Northwestern University School of Medicine, USA
Title: Studies of nanoparticle targeting in cancer cells
Dr. Gayle Woloschak is currently a professor of Radiation Oncology at Northwestern University in Chicago and an adjunct professor of Religion and Science at Lutheran School of Theology Chicago, and at Pittsburgh Theological Seminary. She holds a Ph.D. in Biomedical Sciences from the University of Toledo (Medical College of Ohio), and a D.Min. in Eastern Christian Studies from Pittsburgh Theological Seminary. Her laboratory interests include molecular biology, radiation biology and nano-biotechnology, and her science-religion fields include biological evolution, stem cell reasearch, and ecology.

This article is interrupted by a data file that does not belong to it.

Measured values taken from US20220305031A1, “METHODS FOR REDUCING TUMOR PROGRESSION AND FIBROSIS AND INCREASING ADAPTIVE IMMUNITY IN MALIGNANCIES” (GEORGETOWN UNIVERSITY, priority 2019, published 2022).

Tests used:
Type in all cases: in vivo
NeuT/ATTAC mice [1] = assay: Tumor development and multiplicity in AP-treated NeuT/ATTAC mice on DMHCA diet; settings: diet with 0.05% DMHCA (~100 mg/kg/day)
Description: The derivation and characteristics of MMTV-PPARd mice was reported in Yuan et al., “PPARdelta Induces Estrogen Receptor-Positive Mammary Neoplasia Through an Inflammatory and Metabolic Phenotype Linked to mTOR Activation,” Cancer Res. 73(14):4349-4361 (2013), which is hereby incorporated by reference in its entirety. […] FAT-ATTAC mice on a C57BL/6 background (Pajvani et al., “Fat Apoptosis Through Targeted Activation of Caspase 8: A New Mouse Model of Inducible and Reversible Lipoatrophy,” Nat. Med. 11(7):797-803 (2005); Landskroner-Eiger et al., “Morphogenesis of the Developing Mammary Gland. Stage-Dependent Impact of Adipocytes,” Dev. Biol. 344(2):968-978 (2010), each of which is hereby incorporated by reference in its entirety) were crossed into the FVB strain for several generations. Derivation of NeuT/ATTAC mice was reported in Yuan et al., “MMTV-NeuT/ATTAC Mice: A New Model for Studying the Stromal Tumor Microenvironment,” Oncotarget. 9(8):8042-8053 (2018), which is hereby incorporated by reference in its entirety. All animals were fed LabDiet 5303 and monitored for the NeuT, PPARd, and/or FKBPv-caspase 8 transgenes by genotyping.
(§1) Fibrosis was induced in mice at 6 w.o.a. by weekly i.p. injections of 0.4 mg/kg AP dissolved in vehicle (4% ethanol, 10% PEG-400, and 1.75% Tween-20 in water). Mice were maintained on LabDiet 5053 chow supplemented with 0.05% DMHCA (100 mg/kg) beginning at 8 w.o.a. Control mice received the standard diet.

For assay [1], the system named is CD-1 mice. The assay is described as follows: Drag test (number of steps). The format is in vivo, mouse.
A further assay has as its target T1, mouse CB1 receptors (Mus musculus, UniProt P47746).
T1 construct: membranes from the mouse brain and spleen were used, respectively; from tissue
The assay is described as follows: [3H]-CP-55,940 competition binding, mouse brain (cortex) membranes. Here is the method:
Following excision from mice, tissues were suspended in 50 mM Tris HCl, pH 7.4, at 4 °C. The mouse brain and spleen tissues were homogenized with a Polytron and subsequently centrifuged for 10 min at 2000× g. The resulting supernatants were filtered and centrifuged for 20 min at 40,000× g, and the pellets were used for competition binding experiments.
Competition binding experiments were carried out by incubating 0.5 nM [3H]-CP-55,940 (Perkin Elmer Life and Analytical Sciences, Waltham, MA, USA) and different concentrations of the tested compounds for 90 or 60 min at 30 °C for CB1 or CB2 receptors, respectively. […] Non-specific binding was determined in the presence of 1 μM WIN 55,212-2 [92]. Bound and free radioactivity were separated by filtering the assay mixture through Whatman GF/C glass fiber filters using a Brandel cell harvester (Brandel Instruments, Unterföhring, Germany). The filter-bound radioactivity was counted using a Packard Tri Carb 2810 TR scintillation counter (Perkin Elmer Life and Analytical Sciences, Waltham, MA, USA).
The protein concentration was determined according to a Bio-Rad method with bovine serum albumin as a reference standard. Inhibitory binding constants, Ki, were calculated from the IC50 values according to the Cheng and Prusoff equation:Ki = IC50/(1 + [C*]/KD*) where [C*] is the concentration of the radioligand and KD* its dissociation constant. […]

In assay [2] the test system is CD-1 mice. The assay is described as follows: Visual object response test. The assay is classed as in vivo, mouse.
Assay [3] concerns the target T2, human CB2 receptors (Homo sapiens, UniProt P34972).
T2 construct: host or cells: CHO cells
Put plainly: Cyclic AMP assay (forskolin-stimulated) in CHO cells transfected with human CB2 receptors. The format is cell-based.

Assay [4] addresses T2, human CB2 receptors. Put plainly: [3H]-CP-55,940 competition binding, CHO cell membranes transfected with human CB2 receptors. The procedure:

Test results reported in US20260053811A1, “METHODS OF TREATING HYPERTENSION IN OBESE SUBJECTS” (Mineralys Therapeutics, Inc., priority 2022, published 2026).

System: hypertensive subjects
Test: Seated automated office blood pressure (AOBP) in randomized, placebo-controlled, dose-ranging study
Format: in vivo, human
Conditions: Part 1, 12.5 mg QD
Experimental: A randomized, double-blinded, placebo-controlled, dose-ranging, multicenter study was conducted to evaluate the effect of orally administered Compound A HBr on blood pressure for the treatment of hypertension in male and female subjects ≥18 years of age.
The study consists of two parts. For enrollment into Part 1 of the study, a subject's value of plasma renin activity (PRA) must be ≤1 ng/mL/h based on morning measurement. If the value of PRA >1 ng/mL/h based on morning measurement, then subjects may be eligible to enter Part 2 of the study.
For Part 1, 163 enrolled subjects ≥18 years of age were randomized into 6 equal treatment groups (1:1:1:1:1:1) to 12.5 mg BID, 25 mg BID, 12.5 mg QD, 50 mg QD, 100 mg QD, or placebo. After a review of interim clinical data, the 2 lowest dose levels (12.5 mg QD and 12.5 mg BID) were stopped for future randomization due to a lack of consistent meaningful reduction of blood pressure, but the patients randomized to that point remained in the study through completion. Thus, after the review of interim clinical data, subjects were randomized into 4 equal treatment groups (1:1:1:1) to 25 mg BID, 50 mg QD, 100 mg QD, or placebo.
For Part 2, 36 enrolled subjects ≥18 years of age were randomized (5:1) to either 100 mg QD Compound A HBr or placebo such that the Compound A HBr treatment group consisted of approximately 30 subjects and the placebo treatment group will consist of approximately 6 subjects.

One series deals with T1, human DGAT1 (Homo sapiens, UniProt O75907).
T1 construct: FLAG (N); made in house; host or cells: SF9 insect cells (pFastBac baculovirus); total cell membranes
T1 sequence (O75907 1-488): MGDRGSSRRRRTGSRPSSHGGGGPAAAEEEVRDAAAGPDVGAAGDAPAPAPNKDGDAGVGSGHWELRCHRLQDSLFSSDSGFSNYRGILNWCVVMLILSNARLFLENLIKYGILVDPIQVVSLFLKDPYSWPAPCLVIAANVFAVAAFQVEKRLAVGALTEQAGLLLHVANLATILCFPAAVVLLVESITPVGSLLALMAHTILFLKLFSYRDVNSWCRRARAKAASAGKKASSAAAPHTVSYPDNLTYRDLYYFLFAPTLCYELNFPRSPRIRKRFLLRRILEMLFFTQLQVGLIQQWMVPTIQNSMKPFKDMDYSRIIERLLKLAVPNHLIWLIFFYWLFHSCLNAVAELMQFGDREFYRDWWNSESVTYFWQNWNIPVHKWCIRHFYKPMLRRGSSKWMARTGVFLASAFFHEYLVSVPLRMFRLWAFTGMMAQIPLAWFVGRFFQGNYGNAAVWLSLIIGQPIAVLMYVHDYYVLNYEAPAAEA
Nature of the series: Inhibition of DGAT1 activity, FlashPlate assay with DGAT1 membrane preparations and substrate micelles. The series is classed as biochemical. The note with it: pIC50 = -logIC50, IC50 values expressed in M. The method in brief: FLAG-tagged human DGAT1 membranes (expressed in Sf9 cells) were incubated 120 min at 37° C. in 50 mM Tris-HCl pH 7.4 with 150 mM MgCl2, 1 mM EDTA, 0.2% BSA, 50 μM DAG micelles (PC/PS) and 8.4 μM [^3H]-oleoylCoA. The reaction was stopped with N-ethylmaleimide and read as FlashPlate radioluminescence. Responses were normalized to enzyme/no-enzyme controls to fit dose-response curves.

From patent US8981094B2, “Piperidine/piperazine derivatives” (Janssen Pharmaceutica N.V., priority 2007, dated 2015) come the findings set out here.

TiO2 nanoparticles can be used for both imaging and treatment of cancer: (1) a variety of different molecules can be placed on the surface of the nanoparticle for therapy, targeting, or imaging and (2) TiO2 itself can be activated with radiant energies higher than the band gap generating the release of OH. radicals that can damage DNA and other biomolecules. We have explored the uptake of TiO2 nanoparticles through a variety of endocytic pathways and have also explored cellular and intracellular targeting of the nanoparticles with ligands that bind to surface receptors, nuclear proteins, and others. A variety of approaches were used to image the nanoparticles including the use of the newly developed bionanoprobe at the Advanced Photon Source at Argonne National Laboratory.